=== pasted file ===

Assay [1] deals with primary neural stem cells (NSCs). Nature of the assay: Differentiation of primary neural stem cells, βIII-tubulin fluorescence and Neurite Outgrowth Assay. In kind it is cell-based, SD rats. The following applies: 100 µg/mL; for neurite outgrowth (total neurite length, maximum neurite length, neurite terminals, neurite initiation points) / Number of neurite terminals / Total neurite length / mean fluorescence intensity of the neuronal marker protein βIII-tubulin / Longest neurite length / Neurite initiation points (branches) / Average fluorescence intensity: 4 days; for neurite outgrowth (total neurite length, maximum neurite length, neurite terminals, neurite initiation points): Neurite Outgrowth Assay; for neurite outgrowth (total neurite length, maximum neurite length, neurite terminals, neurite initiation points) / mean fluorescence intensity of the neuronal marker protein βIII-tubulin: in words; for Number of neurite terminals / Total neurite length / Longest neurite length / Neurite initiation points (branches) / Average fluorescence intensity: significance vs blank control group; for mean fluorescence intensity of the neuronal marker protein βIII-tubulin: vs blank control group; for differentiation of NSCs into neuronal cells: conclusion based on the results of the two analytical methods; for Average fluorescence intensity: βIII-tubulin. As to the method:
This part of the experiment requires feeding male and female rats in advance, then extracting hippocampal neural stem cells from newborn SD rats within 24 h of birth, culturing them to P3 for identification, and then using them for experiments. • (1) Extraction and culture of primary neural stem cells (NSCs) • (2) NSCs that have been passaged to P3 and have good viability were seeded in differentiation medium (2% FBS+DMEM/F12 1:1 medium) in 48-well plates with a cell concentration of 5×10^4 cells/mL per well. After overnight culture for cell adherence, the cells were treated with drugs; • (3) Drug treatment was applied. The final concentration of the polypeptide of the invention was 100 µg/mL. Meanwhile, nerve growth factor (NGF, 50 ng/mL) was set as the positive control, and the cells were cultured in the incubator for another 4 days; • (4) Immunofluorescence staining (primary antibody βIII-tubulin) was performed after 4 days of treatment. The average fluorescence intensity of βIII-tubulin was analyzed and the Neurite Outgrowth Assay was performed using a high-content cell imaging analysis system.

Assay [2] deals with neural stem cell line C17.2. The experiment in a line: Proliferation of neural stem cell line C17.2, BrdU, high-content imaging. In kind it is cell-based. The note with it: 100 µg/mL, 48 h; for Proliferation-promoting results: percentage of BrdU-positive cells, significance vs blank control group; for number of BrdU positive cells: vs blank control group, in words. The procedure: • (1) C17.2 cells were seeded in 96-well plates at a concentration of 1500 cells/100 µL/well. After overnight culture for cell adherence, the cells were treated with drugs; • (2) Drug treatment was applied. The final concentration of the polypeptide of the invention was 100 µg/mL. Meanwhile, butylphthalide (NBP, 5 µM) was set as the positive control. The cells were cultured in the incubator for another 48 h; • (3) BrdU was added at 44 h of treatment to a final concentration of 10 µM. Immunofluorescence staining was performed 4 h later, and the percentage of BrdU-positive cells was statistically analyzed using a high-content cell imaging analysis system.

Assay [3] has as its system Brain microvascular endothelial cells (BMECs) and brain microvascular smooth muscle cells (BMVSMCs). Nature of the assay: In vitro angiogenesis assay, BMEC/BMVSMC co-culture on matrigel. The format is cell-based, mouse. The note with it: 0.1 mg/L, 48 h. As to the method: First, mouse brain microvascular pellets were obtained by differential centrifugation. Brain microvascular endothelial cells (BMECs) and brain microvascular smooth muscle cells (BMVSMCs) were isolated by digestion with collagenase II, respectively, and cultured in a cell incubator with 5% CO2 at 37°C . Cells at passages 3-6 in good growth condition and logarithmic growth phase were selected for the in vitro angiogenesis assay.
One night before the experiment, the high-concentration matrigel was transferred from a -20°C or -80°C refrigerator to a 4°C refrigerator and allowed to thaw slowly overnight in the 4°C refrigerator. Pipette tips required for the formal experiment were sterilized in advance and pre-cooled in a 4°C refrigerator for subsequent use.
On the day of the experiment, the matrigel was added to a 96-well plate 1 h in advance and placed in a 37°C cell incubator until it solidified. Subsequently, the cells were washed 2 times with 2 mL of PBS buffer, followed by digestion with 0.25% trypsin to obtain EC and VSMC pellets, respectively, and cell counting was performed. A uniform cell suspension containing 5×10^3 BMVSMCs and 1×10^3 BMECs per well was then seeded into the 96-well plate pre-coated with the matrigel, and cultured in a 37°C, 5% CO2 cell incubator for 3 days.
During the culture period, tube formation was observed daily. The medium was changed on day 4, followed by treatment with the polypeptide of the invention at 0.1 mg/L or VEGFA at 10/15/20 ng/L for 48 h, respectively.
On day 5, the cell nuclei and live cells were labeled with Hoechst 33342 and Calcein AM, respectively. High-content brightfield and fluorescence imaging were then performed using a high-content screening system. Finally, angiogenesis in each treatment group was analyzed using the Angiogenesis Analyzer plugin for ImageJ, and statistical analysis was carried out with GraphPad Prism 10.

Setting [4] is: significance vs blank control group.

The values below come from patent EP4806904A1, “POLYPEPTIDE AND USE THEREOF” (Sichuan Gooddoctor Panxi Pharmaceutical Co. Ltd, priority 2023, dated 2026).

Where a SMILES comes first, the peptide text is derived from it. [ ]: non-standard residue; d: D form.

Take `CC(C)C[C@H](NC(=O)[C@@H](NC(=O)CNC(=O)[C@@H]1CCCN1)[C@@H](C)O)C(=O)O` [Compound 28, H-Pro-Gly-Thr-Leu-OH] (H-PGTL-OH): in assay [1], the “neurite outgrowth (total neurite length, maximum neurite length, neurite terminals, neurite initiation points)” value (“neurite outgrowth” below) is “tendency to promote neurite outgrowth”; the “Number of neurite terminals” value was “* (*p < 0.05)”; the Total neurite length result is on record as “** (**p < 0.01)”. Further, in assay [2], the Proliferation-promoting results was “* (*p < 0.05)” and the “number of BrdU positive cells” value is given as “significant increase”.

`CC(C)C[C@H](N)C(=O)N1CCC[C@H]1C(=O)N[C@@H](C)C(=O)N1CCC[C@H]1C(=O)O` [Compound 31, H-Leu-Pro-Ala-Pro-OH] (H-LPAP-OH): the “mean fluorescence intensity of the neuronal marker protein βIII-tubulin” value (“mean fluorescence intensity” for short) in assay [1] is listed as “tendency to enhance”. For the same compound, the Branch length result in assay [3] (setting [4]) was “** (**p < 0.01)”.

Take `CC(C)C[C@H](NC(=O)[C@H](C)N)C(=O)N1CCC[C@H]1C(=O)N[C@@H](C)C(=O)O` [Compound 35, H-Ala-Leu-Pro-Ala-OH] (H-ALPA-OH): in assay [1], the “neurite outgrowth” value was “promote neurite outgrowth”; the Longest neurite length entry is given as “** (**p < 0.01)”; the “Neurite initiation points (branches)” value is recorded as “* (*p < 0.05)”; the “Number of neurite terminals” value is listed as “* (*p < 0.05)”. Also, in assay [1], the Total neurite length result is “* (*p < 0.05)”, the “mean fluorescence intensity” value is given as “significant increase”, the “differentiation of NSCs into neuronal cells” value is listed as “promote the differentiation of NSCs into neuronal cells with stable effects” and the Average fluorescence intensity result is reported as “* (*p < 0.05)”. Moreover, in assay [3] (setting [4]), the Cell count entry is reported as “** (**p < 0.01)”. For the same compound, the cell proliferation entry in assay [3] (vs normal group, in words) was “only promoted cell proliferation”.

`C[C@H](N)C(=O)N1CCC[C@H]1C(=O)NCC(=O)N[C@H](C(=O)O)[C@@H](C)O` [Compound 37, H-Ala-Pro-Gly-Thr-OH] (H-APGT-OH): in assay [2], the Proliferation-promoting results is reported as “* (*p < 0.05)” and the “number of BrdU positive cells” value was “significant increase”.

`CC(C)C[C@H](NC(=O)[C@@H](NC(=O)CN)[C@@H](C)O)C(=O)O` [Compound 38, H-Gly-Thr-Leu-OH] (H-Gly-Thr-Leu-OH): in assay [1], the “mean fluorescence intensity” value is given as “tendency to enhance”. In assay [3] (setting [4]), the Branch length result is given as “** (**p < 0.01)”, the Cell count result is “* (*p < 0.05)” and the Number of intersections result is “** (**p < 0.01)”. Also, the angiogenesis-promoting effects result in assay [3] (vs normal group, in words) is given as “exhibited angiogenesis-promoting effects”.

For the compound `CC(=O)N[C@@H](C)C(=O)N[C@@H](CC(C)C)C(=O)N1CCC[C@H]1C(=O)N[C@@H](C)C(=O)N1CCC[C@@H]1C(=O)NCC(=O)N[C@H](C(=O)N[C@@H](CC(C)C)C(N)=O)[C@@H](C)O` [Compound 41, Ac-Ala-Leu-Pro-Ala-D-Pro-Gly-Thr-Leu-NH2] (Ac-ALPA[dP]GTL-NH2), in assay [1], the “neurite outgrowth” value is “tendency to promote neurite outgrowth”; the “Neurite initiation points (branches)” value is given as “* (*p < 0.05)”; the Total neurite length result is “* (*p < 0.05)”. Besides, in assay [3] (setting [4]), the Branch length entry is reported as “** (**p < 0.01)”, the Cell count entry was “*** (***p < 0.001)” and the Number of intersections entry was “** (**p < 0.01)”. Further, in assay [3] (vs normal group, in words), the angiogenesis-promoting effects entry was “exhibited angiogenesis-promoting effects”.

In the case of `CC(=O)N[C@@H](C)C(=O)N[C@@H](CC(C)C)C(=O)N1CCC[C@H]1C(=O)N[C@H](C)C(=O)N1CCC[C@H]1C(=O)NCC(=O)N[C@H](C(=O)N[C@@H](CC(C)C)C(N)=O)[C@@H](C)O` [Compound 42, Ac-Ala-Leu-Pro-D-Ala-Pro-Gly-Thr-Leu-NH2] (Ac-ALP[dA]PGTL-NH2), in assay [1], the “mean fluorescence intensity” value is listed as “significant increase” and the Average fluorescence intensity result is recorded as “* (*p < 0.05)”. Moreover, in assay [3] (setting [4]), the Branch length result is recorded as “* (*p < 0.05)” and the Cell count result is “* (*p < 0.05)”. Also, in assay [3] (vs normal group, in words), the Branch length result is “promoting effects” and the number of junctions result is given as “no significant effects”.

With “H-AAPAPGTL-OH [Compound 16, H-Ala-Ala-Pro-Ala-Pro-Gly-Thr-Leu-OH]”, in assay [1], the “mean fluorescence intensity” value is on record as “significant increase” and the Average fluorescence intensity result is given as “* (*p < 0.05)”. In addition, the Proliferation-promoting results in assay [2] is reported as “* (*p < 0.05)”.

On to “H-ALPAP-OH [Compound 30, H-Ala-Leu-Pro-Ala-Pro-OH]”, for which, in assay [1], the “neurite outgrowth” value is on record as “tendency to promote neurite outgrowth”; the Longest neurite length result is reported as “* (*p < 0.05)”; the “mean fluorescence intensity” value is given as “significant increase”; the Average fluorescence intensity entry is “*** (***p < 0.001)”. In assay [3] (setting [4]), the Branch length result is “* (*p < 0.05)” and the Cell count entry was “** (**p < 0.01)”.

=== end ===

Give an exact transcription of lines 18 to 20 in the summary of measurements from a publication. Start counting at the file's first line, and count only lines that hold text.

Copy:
In the case of `CC(=O)N[C@@H](C)C(=O)N[C@@H](CC(C)C)C(=O)N1CCC[C@H]1C(=O)N[C@H](C)C(=O)N1CCC[C@H]1C(=O)NCC(=O)N[C@H](C(=O)N[C@@H](CC(C)C)C(N)=O)[C@@H](C)O` [Compound 42, Ac-Ala-Leu-Pro-D-Ala-Pro-Gly-Thr-Leu-NH2] (Ac-ALP[dA]PGTL-NH2), in assay [1], the “mean fluorescence intensity” value is listed as “significant increase” and the Average fluorescence intensity result is recorded as “* (*p < 0.05)”. Moreover, in assay [3] (setting [4]), the Branch length result is recorded as “* (*p < 0.05)” and the Cell count result is “* (*p < 0.05)”. Also, in assay [3] (vs normal group, in words), the Branch length result is “promoting effects” and the number of junctions result is given as “no significant effects”.

With “H-AAPAPGTL-OH [Compound 16, H-Ala-Ala-Pro-Ala-Pro-Gly-Thr-Leu-OH]”, in assay [1], the “mean fluorescence intensity” value is on record as “significant increase” and the Average fluorescence intensity result is given as “* (*p < 0.05)”. In addition, the Proliferation-promoting results in assay [2] is reported as “* (*p < 0.05)”.

On to “H-ALPAP-OH [Compound 30, H-Ala-Leu-Pro-Ala-Pro-OH]”, for which, in assay [1], the “neurite outgrowth” value is on record as “tendency to promote neurite outgrowth”; the Longest neurite length result is reported as “* (*p < 0.05)”; the “mean fluorescence intensity” value is given as “significant increase”; the Average fluorescence intensity entry is “*** (***p < 0.001)”. In assay [3] (setting [4]), the Branch length result is “* (*p < 0.05)” and the Cell count entry was “** (**p < 0.01)”.